Pelosi, McConnell And Impeachment
SCOTT SIMON, HOST:
The impeachment process is, well, somewhere in process today. The House approved two articles of impeachment against President Trump on Wednesday. And the case now heads to the Senate for trial. But House Speaker Nancy Pelosi says she won't name impeachment managers - essentially the prosecution team - until she has more information about how that trial will work. The Senate Majority Leader Mitch McConnell criticized the Speaker.
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MITCH MCCONNELL: Speaker Pelosi's House just gave in to a temptation that every other House in our history has managed to resist. They impeach a president whom they do not even allege has committed an actual crime known to our laws.
SIMON: NPR congressional correspondent Susan Davis joins us. Susan, thanks very much for being with us.
SUSAN DAVIS, BYLINE: Good morning, Scott.
SIMON: Let's take advantage of this pause in the action - briefly - to take a look at these two considerable figures in the Congress, of course - the speaker and the majority leader. How did the speaker go from at one point discouraging impeachment to now maneuvering it through the House with almost no defections?
DAVIS: Nancy Pelosi has a strength in politics. And I think Mitch McConnell shares that strength in an ability to sort of see around corners, politically speaking. And when Nancy Pelosi back in September announced support for the impeachment investigation, she knew that day that she would be likely to have the votes in the end. One, I think she thought the substance of the case was there. And she also knew for the Democrats in tough districts - in districts Donald Trump won - that this was a clear enough case for them to be able to vote for these articles of impeachment. And in the end, she was right. She made a safe bet. There were, as you noted, just three defections in the party on the two articles of impeachment.
SIMON: She also seems to be making more of a personal identification with...
DAVIS: Yeah. Yeah.
SIMON: ...The case, and even in the way she speaks about it publicly.
DAVIS: It's certainly getting more personal between the two chambers. But it's a reflection of the year that we've had. If you think about this Congress, it started out with the longest government shutdown in history - a point that put Nancy Pelosi and Mitch McConnell at loggerheads for a long time. And it ends with an impeachment process and the Senate preparing for trial. And Pelosi also had very pointed criticism of Mitch McConnell and his handling of the impeachment process.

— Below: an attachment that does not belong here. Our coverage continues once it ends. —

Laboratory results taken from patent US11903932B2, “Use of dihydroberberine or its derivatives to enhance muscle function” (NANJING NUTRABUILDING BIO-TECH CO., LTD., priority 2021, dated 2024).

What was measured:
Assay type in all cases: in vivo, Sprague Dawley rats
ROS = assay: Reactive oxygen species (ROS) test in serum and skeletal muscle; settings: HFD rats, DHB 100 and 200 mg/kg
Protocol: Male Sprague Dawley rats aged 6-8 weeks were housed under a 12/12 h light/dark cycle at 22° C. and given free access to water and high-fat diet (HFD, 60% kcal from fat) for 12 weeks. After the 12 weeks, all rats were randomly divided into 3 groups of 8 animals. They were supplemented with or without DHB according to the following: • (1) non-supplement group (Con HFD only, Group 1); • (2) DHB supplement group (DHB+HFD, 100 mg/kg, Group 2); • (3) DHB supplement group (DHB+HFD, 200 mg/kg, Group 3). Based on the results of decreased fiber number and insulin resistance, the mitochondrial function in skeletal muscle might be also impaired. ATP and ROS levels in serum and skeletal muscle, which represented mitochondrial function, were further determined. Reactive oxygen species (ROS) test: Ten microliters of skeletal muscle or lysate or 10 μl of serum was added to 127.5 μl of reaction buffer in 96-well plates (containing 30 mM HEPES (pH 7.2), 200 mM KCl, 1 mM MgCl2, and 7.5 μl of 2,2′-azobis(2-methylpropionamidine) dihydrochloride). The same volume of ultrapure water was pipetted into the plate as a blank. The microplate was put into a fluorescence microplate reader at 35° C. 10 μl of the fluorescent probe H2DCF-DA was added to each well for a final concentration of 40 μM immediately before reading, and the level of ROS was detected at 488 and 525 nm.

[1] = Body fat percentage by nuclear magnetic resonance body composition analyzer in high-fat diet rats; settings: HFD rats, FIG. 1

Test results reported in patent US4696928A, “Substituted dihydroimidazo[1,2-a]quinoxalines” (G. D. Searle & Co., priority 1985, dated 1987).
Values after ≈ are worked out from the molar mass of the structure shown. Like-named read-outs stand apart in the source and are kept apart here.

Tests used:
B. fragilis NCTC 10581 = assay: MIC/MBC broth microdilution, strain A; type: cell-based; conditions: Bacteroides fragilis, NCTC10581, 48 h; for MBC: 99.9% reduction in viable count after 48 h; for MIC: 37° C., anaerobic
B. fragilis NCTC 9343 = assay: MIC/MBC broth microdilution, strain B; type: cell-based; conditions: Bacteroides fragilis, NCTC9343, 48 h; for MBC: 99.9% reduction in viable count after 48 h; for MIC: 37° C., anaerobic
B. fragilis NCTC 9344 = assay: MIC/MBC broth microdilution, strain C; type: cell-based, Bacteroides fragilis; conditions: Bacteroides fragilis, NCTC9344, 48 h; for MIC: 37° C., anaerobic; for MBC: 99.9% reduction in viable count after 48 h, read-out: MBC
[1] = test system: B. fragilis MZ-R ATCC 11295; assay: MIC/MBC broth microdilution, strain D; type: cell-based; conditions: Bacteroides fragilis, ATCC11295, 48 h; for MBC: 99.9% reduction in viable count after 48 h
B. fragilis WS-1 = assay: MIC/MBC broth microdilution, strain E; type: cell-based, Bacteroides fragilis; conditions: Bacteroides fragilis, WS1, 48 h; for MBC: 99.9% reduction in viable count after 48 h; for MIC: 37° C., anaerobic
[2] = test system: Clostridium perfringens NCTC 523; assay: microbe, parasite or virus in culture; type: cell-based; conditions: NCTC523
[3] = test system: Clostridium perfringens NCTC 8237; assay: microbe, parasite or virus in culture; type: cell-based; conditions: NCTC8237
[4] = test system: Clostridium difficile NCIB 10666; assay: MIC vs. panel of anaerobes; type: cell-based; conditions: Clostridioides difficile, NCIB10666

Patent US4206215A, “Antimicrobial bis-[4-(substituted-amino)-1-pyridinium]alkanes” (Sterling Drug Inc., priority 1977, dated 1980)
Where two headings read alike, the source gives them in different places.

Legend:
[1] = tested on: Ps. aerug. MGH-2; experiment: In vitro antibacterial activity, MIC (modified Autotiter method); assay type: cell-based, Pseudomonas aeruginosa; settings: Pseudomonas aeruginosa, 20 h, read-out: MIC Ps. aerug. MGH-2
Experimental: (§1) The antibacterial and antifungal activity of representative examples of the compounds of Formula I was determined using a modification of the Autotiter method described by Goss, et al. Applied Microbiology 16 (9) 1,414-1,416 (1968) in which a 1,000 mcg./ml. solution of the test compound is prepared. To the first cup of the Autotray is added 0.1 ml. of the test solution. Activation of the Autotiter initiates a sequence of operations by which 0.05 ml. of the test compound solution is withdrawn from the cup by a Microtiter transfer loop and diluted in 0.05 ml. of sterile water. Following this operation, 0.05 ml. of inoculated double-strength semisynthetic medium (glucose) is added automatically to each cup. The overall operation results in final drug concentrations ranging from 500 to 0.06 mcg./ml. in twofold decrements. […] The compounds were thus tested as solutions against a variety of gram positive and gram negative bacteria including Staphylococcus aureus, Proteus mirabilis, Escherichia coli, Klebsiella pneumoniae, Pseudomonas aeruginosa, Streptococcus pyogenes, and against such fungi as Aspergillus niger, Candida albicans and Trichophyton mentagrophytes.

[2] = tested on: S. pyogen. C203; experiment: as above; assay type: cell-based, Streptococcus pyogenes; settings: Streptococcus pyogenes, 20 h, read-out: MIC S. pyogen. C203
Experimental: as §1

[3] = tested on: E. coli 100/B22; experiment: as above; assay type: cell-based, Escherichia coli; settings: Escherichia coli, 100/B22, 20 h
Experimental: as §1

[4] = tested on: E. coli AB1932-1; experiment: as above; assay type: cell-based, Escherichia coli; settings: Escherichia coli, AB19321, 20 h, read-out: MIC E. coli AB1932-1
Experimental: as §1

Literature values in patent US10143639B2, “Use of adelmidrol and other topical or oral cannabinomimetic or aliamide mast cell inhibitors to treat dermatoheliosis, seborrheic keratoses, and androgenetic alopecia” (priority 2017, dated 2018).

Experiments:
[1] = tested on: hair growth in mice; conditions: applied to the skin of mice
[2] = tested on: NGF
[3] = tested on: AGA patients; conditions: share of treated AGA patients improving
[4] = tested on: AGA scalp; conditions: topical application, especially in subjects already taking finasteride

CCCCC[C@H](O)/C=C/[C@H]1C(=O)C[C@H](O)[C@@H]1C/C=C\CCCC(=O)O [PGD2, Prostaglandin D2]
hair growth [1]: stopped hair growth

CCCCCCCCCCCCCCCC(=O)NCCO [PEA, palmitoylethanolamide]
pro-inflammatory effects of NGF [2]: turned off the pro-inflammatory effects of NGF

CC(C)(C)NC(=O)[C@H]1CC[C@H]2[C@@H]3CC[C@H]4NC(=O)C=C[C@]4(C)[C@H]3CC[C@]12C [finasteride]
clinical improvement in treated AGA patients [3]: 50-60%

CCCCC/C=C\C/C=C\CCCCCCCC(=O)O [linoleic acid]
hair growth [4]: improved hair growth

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NANCY PELOSI: Our founders, when they wrote the Constitution, they suspected that there could be a rogue president. I don't think they suspected that we could have a rogue president and a rogue leader in the Senate at the same time.
DAVIS: And McConnell, you know, he volleys back. He has been very clear in his comments that he thinks this is a weak case for impeachment. He thinks they will have a short trial and a fast acquittal.
SIMON: And how did Senator McConnell go from trying to keep the president almost at arm's length to now saying there's - and this is a quote - total coordination with the White House.
DAVIS: Well, if you go back to that September moment, there was this question of how is this all going to shake out? And as we're at the end of the House impeachment process, McConnell's looking at the same polls everyone else is and sees that impeachment has kind of been a bit of a wash.
But the number he's also looking at is the president's approval among Republicans. And the president continues to be wildly popular among Republican - self-identified Republicans in this country. And I think McConnell's operating with that same level of confidence that Nancy Pelosi has, that the votes will be there with him in the end.
SIMON: Does Speaker Pelosi have any real leverage, though, in the Senate?
DAVIS: The short answer is no. The House and Senate don't get to tell each other what to do. They never have and they - that's not their design. But her delay does give a little bit of leverage to Senate Minority Leader Chuck Schumer. It just buys them a little bit of time because he's the one that will ultimately try and cut a deal with McConnell to come to some terms about the trial.
SIMON: And Senator McConnell said that he and Chuck Schumer were at an impasse over a resolution that would set out - how long a trial, whether there'll be any witnesses. We come back to where that leaves us this weekend.
DAVIS: Yeah. I mean, people left pretty heated. There was no resolution to this as lawmakers headed home for the holidays. And the Senate's not scheduled to come back to take up any business until January 6. So that's the earliest we could see any action on whether they will be able to come to terms for a trial and what it will look like.
SIMON: NPR's congressional correspondent Susan Davis, thanks so much.
DAVIS: You're welcome.
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